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Common Reasons for Delays in DNA Testing

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Ways to expedite DNA test results: Communicate all required information when requesting DNA testing. Members can either request a kit when they don’t have DNA cards or TSUs, or they can request DNA testing using DNA cards or TSUs they have on hand, in which case the ASA emails paperwork specific to the member’s barcodes and samples. It is important to have all relevant information at the time of kit or DNA testing request to reduce delays in communication. Ensure proper sample collection and handling. Follow the directions for each sample type (blood, hair, tissue) in order to reduce sample fail rates or samples that don’t even make it into testing (see the adjacent page for reasons why each sample type may fail). Check out the Have You Herd blog for videos including detailed instructions to collect each sample type. Ensure proper identification on the DNA card or TSU. The barcodes on the DNA cards or TSUs are specific for the animal. If you switch animals, you must contact ASA prior to sending the sample to the lab. Why? If anything is different than expected, the samples will be held aside until the laboratory knows exactly what to test. If anything changed from the original DNA order, contact the ASA prior to sending samples to reduce confusion and delays at the laboratory. Consider priority handling or priority shipping. Members can opt to expedite animal registration or other jobs needed to complete the DNA process. Faster shipment of kits either from ASA to the member or from the member to the lab can reduce the time it takes to get results. Both of these options come at a cost. There is no way to expedite the actual testing procedure at the lab. The only way to speed up the DNA process is to reduce the time spent on kits or paperwork, sample collection, reduce sample fail rates, and reduce shipping transit times.

Ways to Delay DNA test results: Not including all required information when ordering tests. This will require follow-up emails or phone calls for ASA to obtain all necessary information. Misidentification on the DNA sample. If samples go to the lab without proper identification and paperwork, the samples are put in a “mystery box” to be deciphered by the laboratory and ASA staff. This will delay samples entering into test. Poor DNA sampling techniques. Any contamination from other DNA (blood from another animal or feces for example), chemicals such as bleach or tattoo ink, mold, or not enough sample collected can all result in samples failing testing. If samples fail testing, this will add several weeks to months to the timeline as a new kit is required, new sample collected, and retesting. See Common Reasons Why Samples Fail and Concerns by Sample Type for more information.

Common Reasons Why Samples Fail DNA Testing

General Issues Biological Contamination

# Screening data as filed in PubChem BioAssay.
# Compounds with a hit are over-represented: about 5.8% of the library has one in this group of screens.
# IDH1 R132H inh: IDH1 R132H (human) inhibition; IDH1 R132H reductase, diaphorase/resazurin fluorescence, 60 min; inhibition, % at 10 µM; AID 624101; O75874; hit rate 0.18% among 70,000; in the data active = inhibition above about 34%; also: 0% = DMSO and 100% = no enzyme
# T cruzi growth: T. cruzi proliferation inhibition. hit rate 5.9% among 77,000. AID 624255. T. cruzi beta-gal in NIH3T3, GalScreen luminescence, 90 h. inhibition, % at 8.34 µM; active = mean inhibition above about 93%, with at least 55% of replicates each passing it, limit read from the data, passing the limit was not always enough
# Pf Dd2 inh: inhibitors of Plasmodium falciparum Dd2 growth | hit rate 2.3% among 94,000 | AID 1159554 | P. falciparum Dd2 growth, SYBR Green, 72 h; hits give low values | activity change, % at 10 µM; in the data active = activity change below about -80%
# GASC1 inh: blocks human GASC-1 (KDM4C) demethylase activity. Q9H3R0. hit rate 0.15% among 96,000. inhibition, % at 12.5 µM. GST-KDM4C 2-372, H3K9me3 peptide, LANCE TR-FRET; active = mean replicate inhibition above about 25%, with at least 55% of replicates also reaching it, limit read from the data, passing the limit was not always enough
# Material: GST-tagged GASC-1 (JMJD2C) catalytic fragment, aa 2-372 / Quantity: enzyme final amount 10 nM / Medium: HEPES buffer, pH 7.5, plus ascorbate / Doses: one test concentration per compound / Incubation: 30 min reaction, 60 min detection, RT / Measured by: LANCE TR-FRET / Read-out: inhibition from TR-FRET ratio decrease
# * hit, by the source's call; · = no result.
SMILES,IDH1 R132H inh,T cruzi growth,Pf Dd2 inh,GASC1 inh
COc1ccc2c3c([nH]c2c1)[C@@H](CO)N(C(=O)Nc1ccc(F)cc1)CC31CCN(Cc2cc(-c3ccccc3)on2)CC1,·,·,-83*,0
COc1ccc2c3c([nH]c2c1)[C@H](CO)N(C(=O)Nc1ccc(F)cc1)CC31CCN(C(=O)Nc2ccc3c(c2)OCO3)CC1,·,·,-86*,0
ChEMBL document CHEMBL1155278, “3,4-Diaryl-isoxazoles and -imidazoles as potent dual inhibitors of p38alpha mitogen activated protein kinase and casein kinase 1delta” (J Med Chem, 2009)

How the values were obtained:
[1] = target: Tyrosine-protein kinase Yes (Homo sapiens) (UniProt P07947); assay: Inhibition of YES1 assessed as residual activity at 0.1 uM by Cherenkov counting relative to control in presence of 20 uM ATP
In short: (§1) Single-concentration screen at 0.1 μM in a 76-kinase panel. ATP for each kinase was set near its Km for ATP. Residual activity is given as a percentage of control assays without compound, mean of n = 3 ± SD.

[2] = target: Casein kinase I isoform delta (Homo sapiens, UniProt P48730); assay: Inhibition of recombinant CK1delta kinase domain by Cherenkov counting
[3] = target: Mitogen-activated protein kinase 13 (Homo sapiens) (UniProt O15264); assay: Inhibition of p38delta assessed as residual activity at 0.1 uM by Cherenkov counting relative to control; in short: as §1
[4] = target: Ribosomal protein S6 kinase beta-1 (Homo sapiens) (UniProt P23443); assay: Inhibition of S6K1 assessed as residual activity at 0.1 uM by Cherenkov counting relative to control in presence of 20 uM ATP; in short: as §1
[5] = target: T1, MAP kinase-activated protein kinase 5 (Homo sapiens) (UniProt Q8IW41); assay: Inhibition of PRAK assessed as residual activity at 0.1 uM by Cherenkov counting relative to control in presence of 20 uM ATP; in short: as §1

• Cross-contamination between samples/animals.

• Fecal matter and dirt in the sample — any foreign material in the sample may interfere with genotyping. Chemical Contamination

• Dye/pigment from animal markers.

• Insect repellant.

• Cleaning agents. Improper Storage

• Heat exposure including leaving samples in vehicle or in hot sun.

• Exposure to foreign material including mold. • Improper frozen storage — the freeze/thaw cycle of a self-defrosting unit can degrade DNA.

• Extended sample storage — DNA degrades over time. Insufficient sample Improper shipping

Concerns by Sample Type Hair cards

• Too few or no follicles (<30) — DNA only occurs in the ‘root’ of the hair. The actual strands do not contain DNA.

• Small follicles taken from young calves — hair samples should not be taken from calves<6 months of age. Blood cards

• Insufficient blood spotted on card — ensure the circle is filled and the blood is visible on both sides of the paper.

• When spotting cards from stored blood (purple top), make sure to invert the tubes four to five times before spotting.

• Do NOT speed-dry the card using a hairdryer as heat may damage the DNA. AllFlex Tags, Typifix Tags, and Tissue samples

• No sample in unit.

• Sample is trapped in cap/does not enter tube/liquid — sample will not be preserved.

• AllFlex tags and Typifix tags should be kept at room temperature to prevent DNA degradation.

• Long-term storage (longer than one year) — store in a freezer (-20F) that does not get used often and does not automatically defrost.

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Down to the Genes Series

Photo credit: Southern Cattle Company

DNA Samples With No Paperwork Are Guaranteed to Delay Genomically-enhanced EPDs

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By Rachel Endecott Imagine this scenario: you plan to send DNA samples in on a group of animals for a genomic panel because you wish to get genomically-enhanced EPDs (GE-EPDs) on those animals. You contact ASA’s DNA Department and receive your paperwork to send with the samples. But then you remember those two additional samples in your office you’ve collected but haven’t gotten tested yet…surely…